In order to effectively protect soils in the world diverse approaches are needed. This include, among others, implementing appropriate policies, investment in sustainable soil management, stopping soil degradation and supporting its restoration, development of targeted soil research and education programmes as well as creating soil information systems. Of key importance is wide promotion of sustainable soil management, in other words using agricultural methods which improve soil quality and reduce their degradation. Among these methods are, for example, using ecological and traditional farming techniques, reducing or forgoing the use of agrochemicals, increasing soil organic matter content, promoting crop rotation, keeping soil surface vegetated, using permanent soil cover, reducing or forgoing tillage, agroforestry etc. It is estimated that these and similar practices could lead to an average crop yield increase of 58%.
You can learn more about the importance of soils and their protection from the infographics presented below (click to enlarge), which were produced by FAO in connection with the ongoing International Year of Soils.
On the last Sunday of June, coinciding with the eve of the feast of St Peter and St Paul, locals gather at Buskett Gardens, to celebrate the traditional LImnarja Festival which extends into the morning of the next day. Mnarja, originally a harvest festival, dates back centuries. Nowadays, the festival which is a popular family event, is characterised by a mix of folk music, traditional food and crafts as well as exhibitions and competitions of animals and local produce. This year, 2015, the event was organized by the Parliamentary Secretariat for Agriculture, Fisheries and Animal Rights.
Kopin was invited to participate with a stand at Razzett talGhorof, a 17th century farmhouse recently restored and converted into an educational centre. There, Kopin’s team of staff members and volunteers offered a series of games to both children and adults, aimed at raising awareness about climate change and sustainable development as part of the EU cofunded ClimATE Change project. Dynamic games were used in order to promote adequate recycling and composting as well as to educate the general public on issues like deforestation, soil erosion and carbon and water footprints.
Quizzes and video screenings were also used to draw attention to the links between food production, supply chains, development and human rights. The activities generated a lot of interest from both children and adults attending LImnarja.
On the weekend of the 6th and 7th of June, Kopin participated in the Earth Garden 2015 festival held at Ta'Qali National Park, with a stand offering games and information.
The Earth Garden is a yearly festival that promotes the care for the environment and sustainability through arts, music and culture in a holistic way. Local and international established bands and up-and-coming talents performed throughout the weekend on different stages while local retailers and artisans offered their products. A number of workshops and activities promoting sustainable living were delivered, from discussions on conscious businesses and conscious eating to an introduction to Permaculture and herbal medicine.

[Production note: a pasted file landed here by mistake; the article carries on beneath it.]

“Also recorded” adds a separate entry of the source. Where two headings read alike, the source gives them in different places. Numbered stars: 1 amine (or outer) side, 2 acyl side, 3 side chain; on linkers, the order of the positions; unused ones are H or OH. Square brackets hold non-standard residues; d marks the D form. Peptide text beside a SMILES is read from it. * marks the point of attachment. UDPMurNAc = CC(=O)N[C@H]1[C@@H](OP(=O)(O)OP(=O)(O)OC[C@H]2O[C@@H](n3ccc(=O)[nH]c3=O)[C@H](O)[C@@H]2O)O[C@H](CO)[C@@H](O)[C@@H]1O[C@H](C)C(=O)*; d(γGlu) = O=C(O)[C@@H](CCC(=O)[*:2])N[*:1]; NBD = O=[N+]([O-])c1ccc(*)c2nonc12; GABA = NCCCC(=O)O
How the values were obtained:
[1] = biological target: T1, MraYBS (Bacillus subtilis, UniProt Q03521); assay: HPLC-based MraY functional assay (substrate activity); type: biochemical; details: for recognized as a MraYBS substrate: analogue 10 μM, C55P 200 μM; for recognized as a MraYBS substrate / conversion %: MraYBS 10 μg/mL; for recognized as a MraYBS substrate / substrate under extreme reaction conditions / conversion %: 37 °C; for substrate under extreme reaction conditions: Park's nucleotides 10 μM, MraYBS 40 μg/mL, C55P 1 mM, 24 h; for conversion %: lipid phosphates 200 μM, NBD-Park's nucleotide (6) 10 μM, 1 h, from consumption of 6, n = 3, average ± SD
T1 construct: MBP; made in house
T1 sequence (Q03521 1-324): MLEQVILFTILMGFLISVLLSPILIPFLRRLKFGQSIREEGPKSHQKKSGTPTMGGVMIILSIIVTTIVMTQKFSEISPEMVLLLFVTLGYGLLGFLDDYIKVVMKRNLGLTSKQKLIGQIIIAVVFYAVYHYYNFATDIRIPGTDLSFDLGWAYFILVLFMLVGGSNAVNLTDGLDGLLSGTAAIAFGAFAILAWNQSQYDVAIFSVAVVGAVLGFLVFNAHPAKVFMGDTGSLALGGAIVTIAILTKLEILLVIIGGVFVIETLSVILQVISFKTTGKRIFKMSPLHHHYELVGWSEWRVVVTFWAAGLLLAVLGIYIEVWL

Kopin’s team of staff members and volunteers offered a series of activities throughout the weekend, aimed at raising awareness among the general public – children, youths and adults alike – about the links between food production, consumption patterns, development and human rights. Attention was also drawn to the important role of Fair Trade in ensuring the respect of workers' rights world-wide and the ethical distribution of profits while engaging the public to challenge any preconceptions of developed and developing countries.
During the event, Kopin also promoted a number of current projects, with a focus on the ClimATE Change project.
Moreover, a raffle was held and donations were collected to support Kopin's projects. A special thanks goes to The Grassy Hopper and Gugar Hangout Bar, which donated vouchers for a meal at their restaurants to our lucky winners.
Notes from the lecture delivered by Dione Caruana from the MCAST Agribusiness Institute during free course for farmers held in Malta on the 14th of April 2015, as part of the ClimATE Change project.
To download it, click on the link on your left.
One of the presentations delivered by Daniel Grech from the MCAST Agribusiness Institute during free course for farmers held in Malta on the 23rd of April 2015, as part of the ClimATE Change project.
To download it, click on the link on your left.
One of the presentations used by Daniel Grech from the MCAST Agribusiness Institute during free course for farmers held in Malta on the 23rd of April 2015, as part of the ClimATE Change project.
To download it, click on the link on your left.
This contest has been produced with the assistance of the European Union. The contents of this contest are the sole responsibility of the partners implementing the project “ClimATE Change – Enhancing competences on relationship between MDG 1 and 7 as effective approach to meet both goals ‐ DCI‐NSAED/2012/280‐ 926” and can in no way be taken to reflect the views of the European Union.